Let me show you an example. Here we have a list of names. We want to pull out the first name from the full name. There’s an Excel function called LEFT that will extract text from the left, so let’s start there. Rather than explain how LEFT works, let’s just try it out to see what it does. Once I open the parentheses, Excel will tell us what we need to provide. With LEFT we need to supply text, which is required, and something called num_chars, which is optional. Let’s just throw our names into the function and leave out num_chars to see what happens. What we get is the first character of each name, so it’s a start. Now let’s add in a value for num_chars. This number will change for each name, but to keep things simple, I’ll just hard-code the number 5. When I copy that formula down, I get the first five characters of each name. So, at this point, you can see what the basic challenge is. We need to figure out a way to give the LEFT function the correct number of characters to extract for each name. To do this, we can use another function called FIND. FIND takes two arguments: the text we’re looking for (a space character), and the text we’re looking within—in this case, we’ll use an address for the cell that contains the name. The last argument is optional, so we’ll leave that out. You can see that FIND returns a number, and this number represents the position of the space character in the name. That means we can use the FIND function inside the LEFT function to represent the number of characters we need to extract. When I copy it down, we get a list of first names. So, this looks right, but actually there’s a problem. The LEFT function extracts all characters up to and including the number you give it. That means we actually have a space at the end of all those first names. To get rid of the space, I just need to make one simple change. I need to subtract 1 from the result we get from FIND. That way, we won’t pick up the space. The final formula looks more complex, but really, it’s just the LEFT function, with a little fancy footwork using FIND to figure out the number of characters we need to extract. This is a simple example, but the idea is the same for all complex formulas. Start with the big picture, and work in small steps to get the result you need.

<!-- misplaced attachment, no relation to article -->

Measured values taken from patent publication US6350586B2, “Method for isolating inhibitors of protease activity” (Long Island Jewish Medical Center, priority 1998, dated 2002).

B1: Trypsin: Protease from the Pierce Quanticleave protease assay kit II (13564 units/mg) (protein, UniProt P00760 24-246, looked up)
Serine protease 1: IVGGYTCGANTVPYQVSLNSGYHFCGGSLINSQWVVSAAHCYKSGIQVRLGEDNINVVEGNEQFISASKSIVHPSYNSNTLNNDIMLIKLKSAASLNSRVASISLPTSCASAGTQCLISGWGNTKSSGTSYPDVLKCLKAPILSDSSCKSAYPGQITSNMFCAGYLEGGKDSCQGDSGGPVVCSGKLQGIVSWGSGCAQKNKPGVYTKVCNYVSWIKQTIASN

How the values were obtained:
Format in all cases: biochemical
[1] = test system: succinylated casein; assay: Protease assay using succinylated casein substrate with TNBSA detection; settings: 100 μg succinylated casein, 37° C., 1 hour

### Dave Bruns

Hi - I’m Dave Bruns, and I run Exceljet with my wife, Lisa. Our goal is to help you work faster in Excel. We create short videos, and clear examples of formulas, functions, pivot tables, conditional formatting, and charts.